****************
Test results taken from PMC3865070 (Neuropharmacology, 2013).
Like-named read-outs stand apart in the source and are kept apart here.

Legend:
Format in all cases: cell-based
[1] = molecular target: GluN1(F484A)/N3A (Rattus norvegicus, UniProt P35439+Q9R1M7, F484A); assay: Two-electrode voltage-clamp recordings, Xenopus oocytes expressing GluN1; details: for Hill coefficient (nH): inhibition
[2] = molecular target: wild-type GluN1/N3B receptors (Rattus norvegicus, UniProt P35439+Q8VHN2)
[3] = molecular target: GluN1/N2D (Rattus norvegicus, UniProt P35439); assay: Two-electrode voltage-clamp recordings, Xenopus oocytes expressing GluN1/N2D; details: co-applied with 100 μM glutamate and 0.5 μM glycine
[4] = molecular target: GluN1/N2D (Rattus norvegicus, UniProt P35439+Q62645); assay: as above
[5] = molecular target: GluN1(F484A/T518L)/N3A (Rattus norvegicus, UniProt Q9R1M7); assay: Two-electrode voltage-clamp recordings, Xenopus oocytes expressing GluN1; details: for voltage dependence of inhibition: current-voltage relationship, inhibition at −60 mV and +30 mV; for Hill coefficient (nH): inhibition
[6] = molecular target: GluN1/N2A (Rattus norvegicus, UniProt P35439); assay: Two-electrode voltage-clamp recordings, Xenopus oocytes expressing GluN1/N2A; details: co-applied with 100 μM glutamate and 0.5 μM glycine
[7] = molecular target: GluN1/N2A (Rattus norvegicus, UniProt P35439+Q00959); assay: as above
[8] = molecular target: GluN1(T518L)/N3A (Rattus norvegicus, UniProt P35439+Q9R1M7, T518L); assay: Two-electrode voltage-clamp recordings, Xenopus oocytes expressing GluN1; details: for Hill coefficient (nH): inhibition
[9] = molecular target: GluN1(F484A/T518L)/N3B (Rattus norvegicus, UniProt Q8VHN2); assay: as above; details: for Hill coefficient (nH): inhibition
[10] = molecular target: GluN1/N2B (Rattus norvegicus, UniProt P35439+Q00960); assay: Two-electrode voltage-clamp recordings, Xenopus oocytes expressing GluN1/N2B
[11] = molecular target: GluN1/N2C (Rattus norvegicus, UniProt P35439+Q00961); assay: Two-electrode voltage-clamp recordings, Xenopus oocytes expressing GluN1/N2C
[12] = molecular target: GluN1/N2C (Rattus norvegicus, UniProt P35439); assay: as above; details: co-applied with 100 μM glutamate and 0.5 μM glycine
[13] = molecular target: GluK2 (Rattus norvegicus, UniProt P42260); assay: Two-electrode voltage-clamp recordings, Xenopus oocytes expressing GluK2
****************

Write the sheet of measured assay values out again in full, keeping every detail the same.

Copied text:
Test results taken from PMC3865070 (Neuropharmacology, 2013).
Like-named read-outs stand apart in the source and are kept apart here.

Legend:
Format in all cases: cell-based
[1] = molecular target: GluN1(F484A)/N3A (Rattus norvegicus, UniProt P35439+Q9R1M7, F484A); assay: Two-electrode voltage-clamp recordings, Xenopus oocytes expressing GluN1; details: for Hill coefficient (nH): inhibition
[2] = molecular target: wild-type GluN1/N3B receptors (Rattus norvegicus, UniProt P35439+Q8VHN2)
[3] = molecular target: GluN1/N2D (Rattus norvegicus, UniProt P35439); assay: Two-electrode voltage-clamp recordings, Xenopus oocytes expressing GluN1/N2D; details: co-applied with 100 μM glutamate and 0.5 μM glycine
[4] = molecular target: GluN1/N2D (Rattus norvegicus, UniProt P35439+Q62645); assay: as above
[5] = molecular target: GluN1(F484A/T518L)/N3A (Rattus norvegicus, UniProt Q9R1M7); assay: Two-electrode voltage-clamp recordings, Xenopus oocytes expressing GluN1; details: for voltage dependence of inhibition: current-voltage relationship, inhibition at −60 mV and +30 mV; for Hill coefficient (nH): inhibition
[6] = molecular target: GluN1/N2A (Rattus norvegicus, UniProt P35439); assay: Two-electrode voltage-clamp recordings, Xenopus oocytes expressing GluN1/N2A; details: co-applied with 100 μM glutamate and 0.5 μM glycine
[7] = molecular target: GluN1/N2A (Rattus norvegicus, UniProt P35439+Q00959); assay: as above
[8] = molecular target: GluN1(T518L)/N3A (Rattus norvegicus, UniProt P35439+Q9R1M7, T518L); assay: Two-electrode voltage-clamp recordings, Xenopus oocytes expressing GluN1; details: for Hill coefficient (nH): inhibition
[9] = molecular target: GluN1(F484A/T518L)/N3B (Rattus norvegicus, UniProt Q8VHN2); assay: as above; details: for Hill coefficient (nH): inhibition
[10] = molecular target: GluN1/N2B (Rattus norvegicus, UniProt P35439+Q00960); assay: Two-electrode voltage-clamp recordings, Xenopus oocytes expressing GluN1/N2B
[11] = molecular target: GluN1/N2C (Rattus norvegicus, UniProt P35439+Q00961); assay: Two-electrode voltage-clamp recordings, Xenopus oocytes expressing GluN1/N2C
[12] = molecular target: GluN1/N2C (Rattus norvegicus, UniProt P35439); assay: as above; details: co-applied with 100 μM glutamate and 0.5 μM glycine
[13] = molecular target: GluK2 (Rattus norvegicus, UniProt P42260); assay: Two-electrode voltage-clamp recordings, Xenopus oocytes expressing GluK2